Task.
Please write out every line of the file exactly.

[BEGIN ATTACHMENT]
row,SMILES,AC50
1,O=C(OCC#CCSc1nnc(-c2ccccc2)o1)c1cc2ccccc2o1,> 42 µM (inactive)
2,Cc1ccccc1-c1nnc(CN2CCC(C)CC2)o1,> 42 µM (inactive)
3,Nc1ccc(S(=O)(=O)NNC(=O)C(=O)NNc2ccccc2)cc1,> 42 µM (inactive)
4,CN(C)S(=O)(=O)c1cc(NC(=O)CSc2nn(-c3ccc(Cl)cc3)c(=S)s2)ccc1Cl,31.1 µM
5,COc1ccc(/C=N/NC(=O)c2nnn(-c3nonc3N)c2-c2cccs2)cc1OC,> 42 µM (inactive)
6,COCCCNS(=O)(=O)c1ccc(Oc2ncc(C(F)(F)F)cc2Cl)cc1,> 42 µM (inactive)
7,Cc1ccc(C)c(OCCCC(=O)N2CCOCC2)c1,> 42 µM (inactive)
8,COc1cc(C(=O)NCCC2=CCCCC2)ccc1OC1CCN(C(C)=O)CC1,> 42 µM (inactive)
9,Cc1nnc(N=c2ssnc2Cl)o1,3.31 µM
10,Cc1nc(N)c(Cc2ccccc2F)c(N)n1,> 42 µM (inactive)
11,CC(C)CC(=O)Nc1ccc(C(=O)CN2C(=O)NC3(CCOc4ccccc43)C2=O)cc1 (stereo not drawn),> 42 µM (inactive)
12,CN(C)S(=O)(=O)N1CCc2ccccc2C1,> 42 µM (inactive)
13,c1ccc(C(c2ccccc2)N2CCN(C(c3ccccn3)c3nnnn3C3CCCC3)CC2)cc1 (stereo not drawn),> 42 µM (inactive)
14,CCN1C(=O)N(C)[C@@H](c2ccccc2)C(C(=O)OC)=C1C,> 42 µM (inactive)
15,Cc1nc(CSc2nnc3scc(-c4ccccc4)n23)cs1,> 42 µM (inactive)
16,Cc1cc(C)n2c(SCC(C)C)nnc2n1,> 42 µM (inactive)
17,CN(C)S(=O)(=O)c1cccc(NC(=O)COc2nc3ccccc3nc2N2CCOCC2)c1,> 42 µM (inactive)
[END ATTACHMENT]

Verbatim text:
row,SMILES,AC50
1,O=C(OCC#CCSc1nnc(-c2ccccc2)o1)c1cc2ccccc2o1,> 42 µM (inactive)
2,Cc1ccccc1-c1nnc(CN2CCC(C)CC2)o1,> 42 µM (inactive)
3,Nc1ccc(S(=O)(=O)NNC(=O)C(=O)NNc2ccccc2)cc1,> 42 µM (inactive)
4,CN(C)S(=O)(=O)c1cc(NC(=O)CSc2nn(-c3ccc(Cl)cc3)c(=S)s2)ccc1Cl,31.1 µM
5,COc1ccc(/C=N/NC(=O)c2nnn(-c3nonc3N)c2-c2cccs2)cc1OC,> 42 µM (inactive)
6,COCCCNS(=O)(=O)c1ccc(Oc2ncc(C(F)(F)F)cc2Cl)cc1,> 42 µM (inactive)
7,Cc1ccc(C)c(OCCCC(=O)N2CCOCC2)c1,> 42 µM (inactive)
8,COc1cc(C(=O)NCCC2=CCCCC2)ccc1OC1CCN(C(C)=O)CC1,> 42 µM (inactive)
9,Cc1nnc(N=c2ssnc2Cl)o1,3.31 µM
10,Cc1nc(N)c(Cc2ccccc2F)c(N)n1,> 42 µM (inactive)
11,CC(C)CC(=O)Nc1ccc(C(=O)CN2C(=O)NC3(CCOc4ccccc43)C2=O)cc1 (stereo not drawn),> 42 µM (inactive)
12,CN(C)S(=O)(=O)N1CCc2ccccc2C1,> 42 µM (inactive)
13,c1ccc(C(c2ccccc2)N2CCN(C(c3ccccn3)c3nnnn3C3CCCC3)CC2)cc1 (stereo not drawn),> 42 µM (inactive)
14,CCN1C(=O)N(C)[C@@H](c2ccccc2)C(C(=O)OC)=C1C,> 42 µM (inactive)
15,Cc1nc(CSc2nnc3scc(-c4ccccc4)n23)cs1,> 42 µM (inactive)
16,Cc1cc(C)n2c(SCC(C)C)nnc2n1,> 42 µM (inactive)
17,CN(C)S(=O)(=O)c1cccc(NC(=O)COc2nc3ccccc3nc2N2CCOCC2)c1,> 42 µM (inactive)